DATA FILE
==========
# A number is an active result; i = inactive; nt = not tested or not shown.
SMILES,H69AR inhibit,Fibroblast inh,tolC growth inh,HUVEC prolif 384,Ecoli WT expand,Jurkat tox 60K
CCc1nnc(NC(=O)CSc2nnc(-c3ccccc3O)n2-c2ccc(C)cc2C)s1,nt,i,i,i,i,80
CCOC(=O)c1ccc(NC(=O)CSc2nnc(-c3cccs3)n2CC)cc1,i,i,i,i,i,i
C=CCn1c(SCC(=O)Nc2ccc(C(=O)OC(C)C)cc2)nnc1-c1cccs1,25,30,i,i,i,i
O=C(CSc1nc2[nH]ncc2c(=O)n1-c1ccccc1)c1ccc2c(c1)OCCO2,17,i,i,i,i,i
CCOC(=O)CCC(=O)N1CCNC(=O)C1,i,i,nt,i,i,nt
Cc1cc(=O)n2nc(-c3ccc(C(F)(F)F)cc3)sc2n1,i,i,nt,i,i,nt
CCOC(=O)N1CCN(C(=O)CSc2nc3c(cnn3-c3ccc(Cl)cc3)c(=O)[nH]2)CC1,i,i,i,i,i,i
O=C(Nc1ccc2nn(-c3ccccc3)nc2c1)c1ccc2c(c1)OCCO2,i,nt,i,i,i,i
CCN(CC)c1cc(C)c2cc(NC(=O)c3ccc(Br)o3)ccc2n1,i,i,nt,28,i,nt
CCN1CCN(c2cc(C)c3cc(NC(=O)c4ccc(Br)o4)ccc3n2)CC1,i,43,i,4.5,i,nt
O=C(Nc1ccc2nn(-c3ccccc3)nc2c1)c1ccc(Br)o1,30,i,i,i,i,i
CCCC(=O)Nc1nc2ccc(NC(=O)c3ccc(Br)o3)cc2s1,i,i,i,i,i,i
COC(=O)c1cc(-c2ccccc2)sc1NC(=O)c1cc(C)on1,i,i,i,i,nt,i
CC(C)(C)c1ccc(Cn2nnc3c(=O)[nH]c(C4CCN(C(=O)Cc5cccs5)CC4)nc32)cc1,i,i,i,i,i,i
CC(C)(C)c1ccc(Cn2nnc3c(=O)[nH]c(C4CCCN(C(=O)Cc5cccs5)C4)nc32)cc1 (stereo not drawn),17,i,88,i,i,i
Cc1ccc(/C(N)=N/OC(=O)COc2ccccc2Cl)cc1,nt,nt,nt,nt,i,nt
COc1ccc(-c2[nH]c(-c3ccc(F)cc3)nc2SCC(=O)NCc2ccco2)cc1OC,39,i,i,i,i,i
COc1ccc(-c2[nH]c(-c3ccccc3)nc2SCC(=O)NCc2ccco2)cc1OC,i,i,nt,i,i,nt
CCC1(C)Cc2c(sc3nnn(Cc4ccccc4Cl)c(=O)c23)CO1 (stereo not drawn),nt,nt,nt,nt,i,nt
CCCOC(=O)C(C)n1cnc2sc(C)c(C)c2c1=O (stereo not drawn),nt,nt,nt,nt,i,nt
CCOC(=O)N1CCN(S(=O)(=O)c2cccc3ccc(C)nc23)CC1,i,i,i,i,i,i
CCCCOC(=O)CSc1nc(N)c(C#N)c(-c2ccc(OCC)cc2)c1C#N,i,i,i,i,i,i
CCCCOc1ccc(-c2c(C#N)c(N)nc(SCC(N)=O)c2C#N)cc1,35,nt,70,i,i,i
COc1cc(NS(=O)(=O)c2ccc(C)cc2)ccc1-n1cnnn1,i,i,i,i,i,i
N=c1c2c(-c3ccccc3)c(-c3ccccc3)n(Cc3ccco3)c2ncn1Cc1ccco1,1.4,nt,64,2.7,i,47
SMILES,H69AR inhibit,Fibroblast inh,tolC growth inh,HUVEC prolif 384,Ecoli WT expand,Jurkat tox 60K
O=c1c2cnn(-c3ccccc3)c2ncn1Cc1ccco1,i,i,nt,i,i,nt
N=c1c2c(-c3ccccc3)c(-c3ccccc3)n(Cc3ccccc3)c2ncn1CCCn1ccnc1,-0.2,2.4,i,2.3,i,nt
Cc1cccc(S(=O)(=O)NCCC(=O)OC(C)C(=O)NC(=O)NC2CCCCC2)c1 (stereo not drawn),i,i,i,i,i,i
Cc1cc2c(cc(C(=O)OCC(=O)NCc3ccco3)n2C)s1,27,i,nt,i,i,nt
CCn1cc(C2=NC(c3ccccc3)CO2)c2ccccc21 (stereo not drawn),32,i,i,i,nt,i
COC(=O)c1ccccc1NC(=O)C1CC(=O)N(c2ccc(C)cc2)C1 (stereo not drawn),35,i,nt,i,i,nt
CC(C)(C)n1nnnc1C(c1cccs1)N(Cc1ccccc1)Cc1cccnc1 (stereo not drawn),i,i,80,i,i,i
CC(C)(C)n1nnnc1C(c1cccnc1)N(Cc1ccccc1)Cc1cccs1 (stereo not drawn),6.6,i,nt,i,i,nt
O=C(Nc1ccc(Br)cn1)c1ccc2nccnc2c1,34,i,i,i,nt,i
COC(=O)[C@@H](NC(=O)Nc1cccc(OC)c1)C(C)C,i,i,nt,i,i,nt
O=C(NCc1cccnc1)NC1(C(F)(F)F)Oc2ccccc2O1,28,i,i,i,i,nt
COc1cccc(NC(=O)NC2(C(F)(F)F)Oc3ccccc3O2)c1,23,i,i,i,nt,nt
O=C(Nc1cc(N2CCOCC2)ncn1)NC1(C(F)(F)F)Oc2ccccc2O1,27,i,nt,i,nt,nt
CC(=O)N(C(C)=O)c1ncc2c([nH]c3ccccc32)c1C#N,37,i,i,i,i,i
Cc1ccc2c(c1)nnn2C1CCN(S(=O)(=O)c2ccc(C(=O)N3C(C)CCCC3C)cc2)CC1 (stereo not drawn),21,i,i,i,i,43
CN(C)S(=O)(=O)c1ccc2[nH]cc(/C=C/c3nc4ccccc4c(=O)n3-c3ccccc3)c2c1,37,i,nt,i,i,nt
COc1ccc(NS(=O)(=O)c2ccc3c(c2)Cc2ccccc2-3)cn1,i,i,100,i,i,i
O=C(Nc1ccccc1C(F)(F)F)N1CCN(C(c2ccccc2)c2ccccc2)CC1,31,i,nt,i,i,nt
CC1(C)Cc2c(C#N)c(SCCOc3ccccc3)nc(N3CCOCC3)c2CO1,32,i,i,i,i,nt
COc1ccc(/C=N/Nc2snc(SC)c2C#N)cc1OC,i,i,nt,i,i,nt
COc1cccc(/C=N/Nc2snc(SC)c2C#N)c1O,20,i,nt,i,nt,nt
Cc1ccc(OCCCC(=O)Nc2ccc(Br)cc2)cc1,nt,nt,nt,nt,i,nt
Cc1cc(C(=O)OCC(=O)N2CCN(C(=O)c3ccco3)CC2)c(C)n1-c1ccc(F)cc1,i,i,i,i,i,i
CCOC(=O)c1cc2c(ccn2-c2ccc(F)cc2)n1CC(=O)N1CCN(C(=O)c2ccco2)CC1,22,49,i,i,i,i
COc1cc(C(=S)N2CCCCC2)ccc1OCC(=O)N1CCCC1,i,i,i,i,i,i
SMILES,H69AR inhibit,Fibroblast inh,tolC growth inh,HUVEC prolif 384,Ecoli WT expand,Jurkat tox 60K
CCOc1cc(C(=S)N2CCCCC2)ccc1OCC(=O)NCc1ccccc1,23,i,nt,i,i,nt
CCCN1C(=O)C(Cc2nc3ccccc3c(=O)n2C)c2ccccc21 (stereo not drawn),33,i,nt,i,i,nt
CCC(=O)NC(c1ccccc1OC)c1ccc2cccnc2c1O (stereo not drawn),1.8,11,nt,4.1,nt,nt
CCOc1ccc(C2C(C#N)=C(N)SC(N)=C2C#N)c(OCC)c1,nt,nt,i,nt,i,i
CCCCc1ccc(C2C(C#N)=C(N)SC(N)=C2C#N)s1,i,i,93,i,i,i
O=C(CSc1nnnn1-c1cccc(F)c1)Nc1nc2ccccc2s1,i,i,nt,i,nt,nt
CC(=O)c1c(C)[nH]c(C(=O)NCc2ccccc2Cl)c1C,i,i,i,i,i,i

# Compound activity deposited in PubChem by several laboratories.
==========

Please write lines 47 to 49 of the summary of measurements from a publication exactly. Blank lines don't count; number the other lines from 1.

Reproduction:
CC1(C)Cc2c(C#N)c(SCCOc3ccccc3)nc(N3CCOCC3)c2CO1,32,i,i,i,i,nt
COc1ccc(/C=N/Nc2snc(SC)c2C#N)cc1OC,i,i,nt,i,i,nt
COc1cccc(/C=N/Nc2snc(SC)c2C#N)c1O,20,i,nt,i,nt,nt